I guess, finally, it’s time that I reviewed this shart of darkness.
Undoubtedly there are many articles out there, all written long before I had even uttered the word cunt, yet here I am.
Because this is the album that introduced me to the most important music in my life.
I can only vaguely remember much of that fetid day when a friend said (probably):
Yo, this is pretty crazy, you should check it out.
Indeed, I often wonder if I should wish to go back and relive that moment, because quite what happened next is blank to me. All I know is that I found something beyond mere music in that CD.
What is it then, that makes Nymphetamine stand out starkly on my musical horizon, and maybe your own?
For one, this is a beautifully versatile album; you can melt away into a Gothic embrace of opiate dreams just as you may channel a rage that has furiously burned away within.
The imposing doom of the intro Satyriasis; leading into something that our minds cannot yet understand, and then taking us to a sublime crescendo, is ever more relevant as we go on.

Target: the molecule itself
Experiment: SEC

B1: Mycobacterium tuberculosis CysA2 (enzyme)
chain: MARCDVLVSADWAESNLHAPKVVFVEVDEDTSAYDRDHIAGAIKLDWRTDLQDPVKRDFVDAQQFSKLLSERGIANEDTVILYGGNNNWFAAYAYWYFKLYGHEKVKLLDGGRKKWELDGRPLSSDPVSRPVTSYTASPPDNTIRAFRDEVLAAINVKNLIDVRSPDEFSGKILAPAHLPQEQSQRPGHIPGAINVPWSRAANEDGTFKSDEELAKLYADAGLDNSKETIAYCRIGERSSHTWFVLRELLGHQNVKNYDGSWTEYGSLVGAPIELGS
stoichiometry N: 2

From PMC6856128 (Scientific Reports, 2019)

The album is, to me at least, like the highs and lows of any kind of addiction; personal to us all, painful to none save ourselves, yet eternally redeeming and damning.
Truly, I struggle to point out one track above another. Sure, Nymphetamine itself is a Gothic opus, but it really doesn’t stand alone here – everything excels at the snapshot is seeks to present to us.
On vinyl the sound is strong and well rounded, at least with my setup, and just simply rocks.
Playing Gilded Cunt with the volume cranked up yields all the detail your neighbours don’t want, and the religious chanting of Nemesis could convince anyone to form a cult.
What I think really sets the album apart, though, is just it’s pure timelessness.
The range of organic, furious rhythms, and Gothic reflections on something lost is just immortal – ironic, I guess.
And yet, herein lies my own addiction and vice:
One day it must all end, and when it does, I’ll be bound to a memory mourning where it all began.